unEARTHED, the Earthjustice Blog

unEARTHED. The Earthjustice Blog

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Everyone has The Right To Breathe clean air. Watch a video featuring Earthjustice Attorney Jim Pew and two Pennsylvanians—Marti Blake and Martin Garrigan—who know firsthand what it means to live in the shadow of a coal plant's smokestack, breathing in daily lungfuls of toxic air for more than two decades.

Coal Ash Contaminates Our Lives. Coal ash is the hazardous waste that remains after coal is burned. Dumped into unlined ponds or mines, the toxins readily leach into drinking water supplies. Watch the video above and take action to support federally enforceable safeguards for coal ash disposal.

ABOUT EARTHJUSTICE'S BLOG

unEARTHED is a forum for the voices and stories of the people behind Earthjustice's work. The views and opinions expressed in this blog do not necessarily represent the opinion or position of Earthjustice or its board, clients, or funders.

Learn more about Earthjustice.

View Raviya Ismail's blog posts
12 January 2009, 2:37 PM
Earthjustice attorney Tom Waldo argues to protect Lower Slate Lake

Earthjustice press secretary Raviya Ismail was at today’s (Jan. 12) U.S. Supreme Court hearing on whether the Clean Water Act allows Coeur Alaska’s Kensington Mine to fill Lower Slate Lake in Alaska with mining waste – killing all aquatic life. Earthjustice attorney Tom Waldo argued to protect the lake. The high court decision, expected by June, could determine whether waterways throughout the nation may be likewise filled and killed. Here is Raviya’s report:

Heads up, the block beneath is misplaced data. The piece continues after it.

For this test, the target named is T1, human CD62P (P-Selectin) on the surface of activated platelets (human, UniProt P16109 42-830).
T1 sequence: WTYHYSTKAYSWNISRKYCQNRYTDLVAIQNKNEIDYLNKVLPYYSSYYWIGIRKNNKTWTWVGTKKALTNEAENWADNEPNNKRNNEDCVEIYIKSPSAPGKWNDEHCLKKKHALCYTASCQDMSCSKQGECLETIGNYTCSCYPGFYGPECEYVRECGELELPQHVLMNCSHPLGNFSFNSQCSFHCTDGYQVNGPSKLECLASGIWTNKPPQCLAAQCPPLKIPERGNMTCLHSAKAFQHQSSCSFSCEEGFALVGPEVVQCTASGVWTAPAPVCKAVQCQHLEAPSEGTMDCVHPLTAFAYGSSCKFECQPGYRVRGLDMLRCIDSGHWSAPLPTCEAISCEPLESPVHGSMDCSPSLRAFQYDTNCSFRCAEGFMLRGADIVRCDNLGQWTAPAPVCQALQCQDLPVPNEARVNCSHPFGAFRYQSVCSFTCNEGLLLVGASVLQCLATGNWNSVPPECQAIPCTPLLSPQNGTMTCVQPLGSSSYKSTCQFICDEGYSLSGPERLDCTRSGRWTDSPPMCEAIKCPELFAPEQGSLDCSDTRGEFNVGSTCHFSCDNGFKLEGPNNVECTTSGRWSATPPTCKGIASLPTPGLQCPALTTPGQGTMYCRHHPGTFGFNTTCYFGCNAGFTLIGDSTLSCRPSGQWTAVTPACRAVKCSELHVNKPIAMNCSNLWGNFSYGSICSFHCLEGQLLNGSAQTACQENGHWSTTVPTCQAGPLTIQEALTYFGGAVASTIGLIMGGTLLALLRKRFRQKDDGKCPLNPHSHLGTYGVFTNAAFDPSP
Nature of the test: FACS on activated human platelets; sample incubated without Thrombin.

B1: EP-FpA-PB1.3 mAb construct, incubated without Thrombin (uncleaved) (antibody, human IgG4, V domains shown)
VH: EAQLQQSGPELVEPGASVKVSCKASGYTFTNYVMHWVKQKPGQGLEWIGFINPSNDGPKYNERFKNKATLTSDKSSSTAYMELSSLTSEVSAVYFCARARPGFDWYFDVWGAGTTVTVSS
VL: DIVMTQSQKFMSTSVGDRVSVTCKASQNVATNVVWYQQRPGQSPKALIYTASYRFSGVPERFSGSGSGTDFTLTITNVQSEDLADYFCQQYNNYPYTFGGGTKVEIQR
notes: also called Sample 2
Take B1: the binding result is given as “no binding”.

View Tom Turner's blog posts
12 January 2009, 8:27 AM
 

This morning, the US. Supreme Court heard arguments from Earthjustice about why the Clean Water Act should not be interpreted to allow mining companies to dump mine wastes into our nation's streams, rivers and lakes. A mining company attorney told the court that an Alaskan lake would be better off in the long run after a mining company dumped its tailings into it, killing all the fish and most other life. Justice David Souter described that logic as "Orwellian." We will be blogging after the arguments are concluded. Read the entire transcript of today's Supreme Court hearing on the Clean Water Act.

View Ted Zukoski's blog posts
09 January 2009, 12:56 PM
 

With the end of the Bush Administration, the President's faithful servants are putting a smiley face on their "accomplishments." 

Before we look at the praises the Interior Department sang of itself, let's do our own quick review, starting with the out-and-out sleaze.